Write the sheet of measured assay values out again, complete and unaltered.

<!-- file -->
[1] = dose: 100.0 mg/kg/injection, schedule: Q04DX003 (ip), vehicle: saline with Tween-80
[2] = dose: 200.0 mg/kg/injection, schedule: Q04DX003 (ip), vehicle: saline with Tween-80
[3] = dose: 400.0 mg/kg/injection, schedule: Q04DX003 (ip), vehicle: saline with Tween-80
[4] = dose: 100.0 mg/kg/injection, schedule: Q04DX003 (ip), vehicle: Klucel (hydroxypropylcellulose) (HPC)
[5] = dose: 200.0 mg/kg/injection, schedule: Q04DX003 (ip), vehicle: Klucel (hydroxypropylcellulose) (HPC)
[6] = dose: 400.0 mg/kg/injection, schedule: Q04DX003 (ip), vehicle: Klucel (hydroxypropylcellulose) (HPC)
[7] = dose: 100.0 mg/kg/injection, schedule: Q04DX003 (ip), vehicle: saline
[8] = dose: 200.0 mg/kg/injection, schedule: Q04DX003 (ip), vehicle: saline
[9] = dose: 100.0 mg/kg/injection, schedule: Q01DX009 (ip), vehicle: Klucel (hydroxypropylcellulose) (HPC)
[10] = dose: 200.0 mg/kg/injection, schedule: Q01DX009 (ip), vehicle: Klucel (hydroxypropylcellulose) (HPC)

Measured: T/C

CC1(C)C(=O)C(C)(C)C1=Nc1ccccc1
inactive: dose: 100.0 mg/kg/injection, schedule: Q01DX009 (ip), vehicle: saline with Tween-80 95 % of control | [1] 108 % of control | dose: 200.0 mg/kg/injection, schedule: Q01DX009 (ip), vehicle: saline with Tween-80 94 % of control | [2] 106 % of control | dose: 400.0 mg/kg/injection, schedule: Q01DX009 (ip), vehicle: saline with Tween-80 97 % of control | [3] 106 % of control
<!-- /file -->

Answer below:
[1] = dose: 100.0 mg/kg/injection, schedule: Q04DX003 (ip), vehicle: saline with Tween-80
[2] = dose: 200.0 mg/kg/injection, schedule: Q04DX003 (ip), vehicle: saline with Tween-80
[3] = dose: 400.0 mg/kg/injection, schedule: Q04DX003 (ip), vehicle: saline with Tween-80
[4] = dose: 100.0 mg/kg/injection, schedule: Q04DX003 (ip), vehicle: Klucel (hydroxypropylcellulose) (HPC)
[5] = dose: 200.0 mg/kg/injection, schedule: Q04DX003 (ip), vehicle: Klucel (hydroxypropylcellulose) (HPC)
[6] = dose: 400.0 mg/kg/injection, schedule: Q04DX003 (ip), vehicle: Klucel (hydroxypropylcellulose) (HPC)
[7] = dose: 100.0 mg/kg/injection, schedule: Q04DX003 (ip), vehicle: saline
[8] = dose: 200.0 mg/kg/injection, schedule: Q04DX003 (ip), vehicle: saline
[9] = dose: 100.0 mg/kg/injection, schedule: Q01DX009 (ip), vehicle: Klucel (hydroxypropylcellulose) (HPC)
[10] = dose: 200.0 mg/kg/injection, schedule: Q01DX009 (ip), vehicle: Klucel (hydroxypropylcellulose) (HPC)

Measured: T/C

CC1(C)C(=O)C(C)(C)C1=Nc1ccccc1
inactive: dose: 100.0 mg/kg/injection, schedule: Q01DX009 (ip), vehicle: saline with Tween-80 95 % of control | [1] 108 % of control | dose: 200.0 mg/kg/injection, schedule: Q01DX009 (ip), vehicle: saline with Tween-80 94 % of control | [2] 106 % of control | dose: 400.0 mg/kg/injection, schedule: Q01DX009 (ip), vehicle: saline with Tween-80 97 % of control | [3] 106 % of control